As an employer, it’s your job to provide your workers with a safe environment to perform their required job duties. Your employees are your most important asset, so their safety should always be your number one priority.
If your company requires workers to enter “confined spaces” ─ those technically large enough to enter to perform certain jobs, but not designed for human occupancy ─ it’s essential that you provide them with the proper level of protection. This includes spaces like manholes, tanks, tunnels, pipelines, ductwork, and more.
Permit-Required Confined Space
Certain types of confined spaces are considered a greater hazard than others. According to OSHA, the term “permit-required confined space,” is used to describe an area containing at least one of the following potential dangers:
• Contains or has the potential to contain a hazardous atmosphere.
• Contains a material that has the potential to engulf an entrant.
• Walls converge inward or floors slope downward and taper into a smaller area which could trap or asphyxiate an entrant.
• Contains any other recognized safety or health hazard, including unguarded machinery, exposed live wires, or heat stress.
If you require employees to enter spaces containing any of the above safety hazards, you must develop and implement a permit system prior to beginning work. This is used as a safeguard, to ensure all necessary steps have been taken to keep your team safe while performing work in a confined space. Supervisors must sign the permit, workers must have the opportunity to review it, and a copy must be posted at the entry point.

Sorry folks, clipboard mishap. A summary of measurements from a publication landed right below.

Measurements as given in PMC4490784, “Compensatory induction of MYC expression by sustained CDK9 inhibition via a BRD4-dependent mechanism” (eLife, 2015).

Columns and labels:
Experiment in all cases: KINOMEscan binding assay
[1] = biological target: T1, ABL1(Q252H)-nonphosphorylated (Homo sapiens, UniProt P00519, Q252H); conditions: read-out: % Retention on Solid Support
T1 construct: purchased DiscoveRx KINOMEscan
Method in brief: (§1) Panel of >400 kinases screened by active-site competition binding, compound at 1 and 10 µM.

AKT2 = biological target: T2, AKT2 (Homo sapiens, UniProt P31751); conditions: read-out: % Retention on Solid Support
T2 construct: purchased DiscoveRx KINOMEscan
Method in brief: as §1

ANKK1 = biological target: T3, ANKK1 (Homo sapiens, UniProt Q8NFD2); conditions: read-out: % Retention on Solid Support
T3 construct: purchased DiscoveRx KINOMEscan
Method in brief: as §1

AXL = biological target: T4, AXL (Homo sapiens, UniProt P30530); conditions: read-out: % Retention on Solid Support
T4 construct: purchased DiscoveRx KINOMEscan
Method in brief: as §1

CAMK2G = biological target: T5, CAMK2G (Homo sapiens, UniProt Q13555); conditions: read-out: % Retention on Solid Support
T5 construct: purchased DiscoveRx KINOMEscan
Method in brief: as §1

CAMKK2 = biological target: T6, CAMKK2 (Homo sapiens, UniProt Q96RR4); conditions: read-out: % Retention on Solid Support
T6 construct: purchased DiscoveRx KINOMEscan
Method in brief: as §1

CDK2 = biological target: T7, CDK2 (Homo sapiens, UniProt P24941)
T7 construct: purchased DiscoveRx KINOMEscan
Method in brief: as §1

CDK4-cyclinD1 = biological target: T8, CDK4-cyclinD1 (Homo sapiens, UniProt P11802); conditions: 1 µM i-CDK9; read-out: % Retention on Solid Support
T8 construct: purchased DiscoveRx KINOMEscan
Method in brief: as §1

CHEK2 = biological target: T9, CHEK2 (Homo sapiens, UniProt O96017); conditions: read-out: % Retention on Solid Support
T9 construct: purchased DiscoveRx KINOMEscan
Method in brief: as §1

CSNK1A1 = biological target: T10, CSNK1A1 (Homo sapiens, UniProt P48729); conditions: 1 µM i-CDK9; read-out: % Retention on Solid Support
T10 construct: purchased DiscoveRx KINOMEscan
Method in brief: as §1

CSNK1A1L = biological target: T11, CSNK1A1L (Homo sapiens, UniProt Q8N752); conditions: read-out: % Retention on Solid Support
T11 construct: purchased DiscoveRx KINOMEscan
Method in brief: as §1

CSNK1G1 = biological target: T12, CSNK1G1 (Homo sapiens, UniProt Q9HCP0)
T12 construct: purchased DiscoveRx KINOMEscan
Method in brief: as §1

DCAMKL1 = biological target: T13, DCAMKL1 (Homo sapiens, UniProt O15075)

OSHA also requires you to create a detailed written permit space document
, outlining all necessary processes and procedures for your team to stay safe while completing work of this nature. This document should be readily available to all impacted employees or their representatives.
Non-Permit-Required Confined Space
OSHA allows permit-required spaces to be reclassified as non-permit-required spaces if the following conditions are met:
• The workspace poses no actual or potential hazards.
• All hazards in the space can be eliminated without actually having to physically enter the space.
• Forced-air ventilation to control hazards does not count as eliminating them.
A contractor must visit your worksite to verify these conditions are met. The certification must be available to employees prior to entrance.
Getting the job done right and making sure your team stays safe in the process should always be your main concern. OSHA puts these rules and regulations in place for one very good reason ─ to make your company a safe place to work.
At Eco-Rental Solutions, LLC, we’re passionate about the environmental testing equipment and instrumentation business. We offer the best customer service, equipment, and rates to save our customers time and money.